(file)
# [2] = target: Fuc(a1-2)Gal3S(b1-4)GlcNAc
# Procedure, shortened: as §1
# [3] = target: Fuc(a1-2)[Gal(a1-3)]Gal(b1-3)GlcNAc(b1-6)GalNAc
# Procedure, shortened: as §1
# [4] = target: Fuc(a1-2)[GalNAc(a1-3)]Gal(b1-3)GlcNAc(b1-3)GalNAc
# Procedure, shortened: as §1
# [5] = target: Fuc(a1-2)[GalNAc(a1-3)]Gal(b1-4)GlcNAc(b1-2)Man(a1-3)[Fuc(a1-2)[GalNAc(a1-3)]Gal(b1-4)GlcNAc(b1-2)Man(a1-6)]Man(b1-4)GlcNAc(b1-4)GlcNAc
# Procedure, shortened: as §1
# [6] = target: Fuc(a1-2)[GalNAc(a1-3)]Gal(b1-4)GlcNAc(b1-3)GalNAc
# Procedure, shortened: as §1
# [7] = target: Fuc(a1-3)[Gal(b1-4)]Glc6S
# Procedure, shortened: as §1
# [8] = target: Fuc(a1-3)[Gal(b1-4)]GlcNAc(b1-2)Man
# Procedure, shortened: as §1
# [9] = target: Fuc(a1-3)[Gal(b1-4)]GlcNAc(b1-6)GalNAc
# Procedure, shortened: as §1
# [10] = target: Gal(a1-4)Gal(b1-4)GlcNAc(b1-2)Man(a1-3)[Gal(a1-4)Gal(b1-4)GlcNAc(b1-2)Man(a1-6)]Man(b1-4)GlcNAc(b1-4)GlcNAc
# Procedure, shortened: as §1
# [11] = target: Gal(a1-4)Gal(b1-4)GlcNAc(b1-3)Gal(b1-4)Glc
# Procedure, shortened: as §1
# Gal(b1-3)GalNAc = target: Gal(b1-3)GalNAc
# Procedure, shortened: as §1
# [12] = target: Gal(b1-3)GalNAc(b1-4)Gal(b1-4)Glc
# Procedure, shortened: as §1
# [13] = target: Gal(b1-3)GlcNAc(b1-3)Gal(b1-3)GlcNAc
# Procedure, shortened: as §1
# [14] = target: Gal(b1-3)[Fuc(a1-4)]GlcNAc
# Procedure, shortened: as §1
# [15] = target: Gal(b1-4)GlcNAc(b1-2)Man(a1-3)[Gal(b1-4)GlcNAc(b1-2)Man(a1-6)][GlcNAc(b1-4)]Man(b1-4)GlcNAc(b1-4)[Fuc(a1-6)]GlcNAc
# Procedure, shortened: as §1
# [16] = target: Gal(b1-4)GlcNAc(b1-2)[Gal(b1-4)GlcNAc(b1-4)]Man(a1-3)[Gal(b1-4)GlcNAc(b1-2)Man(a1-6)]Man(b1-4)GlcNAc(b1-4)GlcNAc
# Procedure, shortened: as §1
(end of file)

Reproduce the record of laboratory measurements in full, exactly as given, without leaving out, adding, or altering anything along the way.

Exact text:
# [2] = target: Fuc(a1-2)Gal3S(b1-4)GlcNAc
# Procedure, shortened: as §1
# [3] = target: Fuc(a1-2)[Gal(a1-3)]Gal(b1-3)GlcNAc(b1-6)GalNAc
# Procedure, shortened: as §1
# [4] = target: Fuc(a1-2)[GalNAc(a1-3)]Gal(b1-3)GlcNAc(b1-3)GalNAc
# Procedure, shortened: as §1
# [5] = target: Fuc(a1-2)[GalNAc(a1-3)]Gal(b1-4)GlcNAc(b1-2)Man(a1-3)[Fuc(a1-2)[GalNAc(a1-3)]Gal(b1-4)GlcNAc(b1-2)Man(a1-6)]Man(b1-4)GlcNAc(b1-4)GlcNAc
# Procedure, shortened: as §1
# [6] = target: Fuc(a1-2)[GalNAc(a1-3)]Gal(b1-4)GlcNAc(b1-3)GalNAc
# Procedure, shortened: as §1
# [7] = target: Fuc(a1-3)[Gal(b1-4)]Glc6S
# Procedure, shortened: as §1
# [8] = target: Fuc(a1-3)[Gal(b1-4)]GlcNAc(b1-2)Man
# Procedure, shortened: as §1
# [9] = target: Fuc(a1-3)[Gal(b1-4)]GlcNAc(b1-6)GalNAc
# Procedure, shortened: as §1
# [10] = target: Gal(a1-4)Gal(b1-4)GlcNAc(b1-2)Man(a1-3)[Gal(a1-4)Gal(b1-4)GlcNAc(b1-2)Man(a1-6)]Man(b1-4)GlcNAc(b1-4)GlcNAc
# Procedure, shortened: as §1
# [11] = target: Gal(a1-4)Gal(b1-4)GlcNAc(b1-3)Gal(b1-4)Glc
# Procedure, shortened: as §1
# Gal(b1-3)GalNAc = target: Gal(b1-3)GalNAc
# Procedure, shortened: as §1
# [12] = target: Gal(b1-3)GalNAc(b1-4)Gal(b1-4)Glc
# Procedure, shortened: as §1
# [13] = target: Gal(b1-3)GlcNAc(b1-3)Gal(b1-3)GlcNAc
# Procedure, shortened: as §1
# [14] = target: Gal(b1-3)[Fuc(a1-4)]GlcNAc
# Procedure, shortened: as §1
# [15] = target: Gal(b1-4)GlcNAc(b1-2)Man(a1-3)[Gal(b1-4)GlcNAc(b1-2)Man(a1-6)][GlcNAc(b1-4)]Man(b1-4)GlcNAc(b1-4)[Fuc(a1-6)]GlcNAc
# Procedure, shortened: as §1
# [16] = target: Gal(b1-4)GlcNAc(b1-2)[Gal(b1-4)GlcNAc(b1-4)]Man(a1-3)[Gal(b1-4)GlcNAc(b1-2)Man(a1-6)]Man(b1-4)GlcNAc(b1-4)GlcNAc
# Procedure, shortened: as §1